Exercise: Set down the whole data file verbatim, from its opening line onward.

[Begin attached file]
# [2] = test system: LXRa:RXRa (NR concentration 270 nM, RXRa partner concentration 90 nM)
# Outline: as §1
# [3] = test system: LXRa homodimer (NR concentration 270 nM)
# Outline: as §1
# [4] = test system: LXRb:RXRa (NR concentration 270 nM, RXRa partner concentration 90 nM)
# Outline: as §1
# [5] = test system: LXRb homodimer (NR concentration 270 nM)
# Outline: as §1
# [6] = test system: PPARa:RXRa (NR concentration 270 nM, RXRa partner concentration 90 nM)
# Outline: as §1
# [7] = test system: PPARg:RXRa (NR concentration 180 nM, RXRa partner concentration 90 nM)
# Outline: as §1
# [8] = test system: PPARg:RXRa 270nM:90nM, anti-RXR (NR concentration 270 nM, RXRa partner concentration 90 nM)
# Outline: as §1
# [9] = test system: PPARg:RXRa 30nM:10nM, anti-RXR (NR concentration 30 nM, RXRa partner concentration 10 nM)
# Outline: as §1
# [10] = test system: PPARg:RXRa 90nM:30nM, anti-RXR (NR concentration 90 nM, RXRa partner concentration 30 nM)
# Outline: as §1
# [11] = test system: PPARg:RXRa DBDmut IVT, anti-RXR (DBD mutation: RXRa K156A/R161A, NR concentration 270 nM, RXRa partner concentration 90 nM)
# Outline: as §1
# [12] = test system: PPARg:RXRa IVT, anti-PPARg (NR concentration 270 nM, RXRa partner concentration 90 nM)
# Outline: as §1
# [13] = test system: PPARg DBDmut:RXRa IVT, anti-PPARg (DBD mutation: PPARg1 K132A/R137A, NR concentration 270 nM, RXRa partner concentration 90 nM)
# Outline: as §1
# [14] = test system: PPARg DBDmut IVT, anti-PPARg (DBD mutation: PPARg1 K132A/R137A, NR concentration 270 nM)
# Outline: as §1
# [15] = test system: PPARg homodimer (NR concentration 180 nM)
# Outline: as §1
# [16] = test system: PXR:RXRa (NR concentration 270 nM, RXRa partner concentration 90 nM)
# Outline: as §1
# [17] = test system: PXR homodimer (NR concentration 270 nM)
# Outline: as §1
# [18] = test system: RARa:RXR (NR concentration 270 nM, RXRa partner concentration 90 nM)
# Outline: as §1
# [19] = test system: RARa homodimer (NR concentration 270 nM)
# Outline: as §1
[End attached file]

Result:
# [2] = test system: LXRa:RXRa (NR concentration 270 nM, RXRa partner concentration 90 nM)
# Outline: as §1
# [3] = test system: LXRa homodimer (NR concentration 270 nM)
# Outline: as §1
# [4] = test system: LXRb:RXRa (NR concentration 270 nM, RXRa partner concentration 90 nM)
# Outline: as §1
# [5] = test system: LXRb homodimer (NR concentration 270 nM)
# Outline: as §1
# [6] = test system: PPARa:RXRa (NR concentration 270 nM, RXRa partner concentration 90 nM)
# Outline: as §1
# [7] = test system: PPARg:RXRa (NR concentration 180 nM, RXRa partner concentration 90 nM)
# Outline: as §1
# [8] = test system: PPARg:RXRa 270nM:90nM, anti-RXR (NR concentration 270 nM, RXRa partner concentration 90 nM)
# Outline: as §1
# [9] = test system: PPARg:RXRa 30nM:10nM, anti-RXR (NR concentration 30 nM, RXRa partner concentration 10 nM)
# Outline: as §1
# [10] = test system: PPARg:RXRa 90nM:30nM, anti-RXR (NR concentration 90 nM, RXRa partner concentration 30 nM)
# Outline: as §1
# [11] = test system: PPARg:RXRa DBDmut IVT, anti-RXR (DBD mutation: RXRa K156A/R161A, NR concentration 270 nM, RXRa partner concentration 90 nM)
# Outline: as §1
# [12] = test system: PPARg:RXRa IVT, anti-PPARg (NR concentration 270 nM, RXRa partner concentration 90 nM)
# Outline: as §1
# [13] = test system: PPARg DBDmut:RXRa IVT, anti-PPARg (DBD mutation: PPARg1 K132A/R137A, NR concentration 270 nM, RXRa partner concentration 90 nM)
# Outline: as §1
# [14] = test system: PPARg DBDmut IVT, anti-PPARg (DBD mutation: PPARg1 K132A/R137A, NR concentration 270 nM)
# Outline: as §1
# [15] = test system: PPARg homodimer (NR concentration 180 nM)
# Outline: as §1
# [16] = test system: PXR:RXRa (NR concentration 270 nM, RXRa partner concentration 90 nM)
# Outline: as §1
# [17] = test system: PXR homodimer (NR concentration 270 nM)
# Outline: as §1
# [18] = test system: RARa:RXR (NR concentration 270 nM, RXRa partner concentration 90 nM)
# Outline: as §1
# [19] = test system: RARa homodimer (NR concentration 270 nM)
# Outline: as §1